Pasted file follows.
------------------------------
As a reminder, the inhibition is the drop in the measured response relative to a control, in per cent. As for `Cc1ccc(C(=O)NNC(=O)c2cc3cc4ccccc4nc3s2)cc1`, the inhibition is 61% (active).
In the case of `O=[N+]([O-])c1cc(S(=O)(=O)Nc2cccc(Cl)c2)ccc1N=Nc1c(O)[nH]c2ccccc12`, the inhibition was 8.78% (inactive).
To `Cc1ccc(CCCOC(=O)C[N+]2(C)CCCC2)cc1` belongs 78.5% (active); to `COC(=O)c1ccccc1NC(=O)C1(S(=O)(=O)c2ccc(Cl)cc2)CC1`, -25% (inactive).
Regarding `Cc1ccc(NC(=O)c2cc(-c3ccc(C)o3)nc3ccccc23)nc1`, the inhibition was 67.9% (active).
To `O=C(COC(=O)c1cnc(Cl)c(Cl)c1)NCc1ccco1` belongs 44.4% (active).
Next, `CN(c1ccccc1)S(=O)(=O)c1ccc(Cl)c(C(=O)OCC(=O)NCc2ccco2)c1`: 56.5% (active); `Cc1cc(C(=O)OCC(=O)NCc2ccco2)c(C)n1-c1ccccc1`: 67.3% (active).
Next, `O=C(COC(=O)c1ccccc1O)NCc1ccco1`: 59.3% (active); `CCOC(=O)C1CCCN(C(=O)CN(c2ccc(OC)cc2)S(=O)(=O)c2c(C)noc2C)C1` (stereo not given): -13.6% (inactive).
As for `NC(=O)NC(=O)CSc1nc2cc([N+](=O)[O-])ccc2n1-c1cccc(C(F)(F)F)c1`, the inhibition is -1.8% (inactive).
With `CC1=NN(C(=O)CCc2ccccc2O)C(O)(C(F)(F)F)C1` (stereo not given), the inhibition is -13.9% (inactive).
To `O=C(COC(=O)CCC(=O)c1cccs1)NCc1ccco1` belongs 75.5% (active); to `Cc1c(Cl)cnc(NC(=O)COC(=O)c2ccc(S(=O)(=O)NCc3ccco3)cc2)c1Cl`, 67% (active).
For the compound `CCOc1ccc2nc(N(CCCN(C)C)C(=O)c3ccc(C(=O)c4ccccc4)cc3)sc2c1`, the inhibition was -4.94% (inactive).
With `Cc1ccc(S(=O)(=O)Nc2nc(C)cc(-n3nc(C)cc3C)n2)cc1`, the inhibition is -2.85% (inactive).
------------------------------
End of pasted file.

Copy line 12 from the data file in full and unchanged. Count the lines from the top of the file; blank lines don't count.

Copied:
With `Cc1ccc(S(=O)(=O)Nc2nc(C)cc(-n3nc(C)cc3C)n2)cc1`, the inhibition is -2.85% (inactive).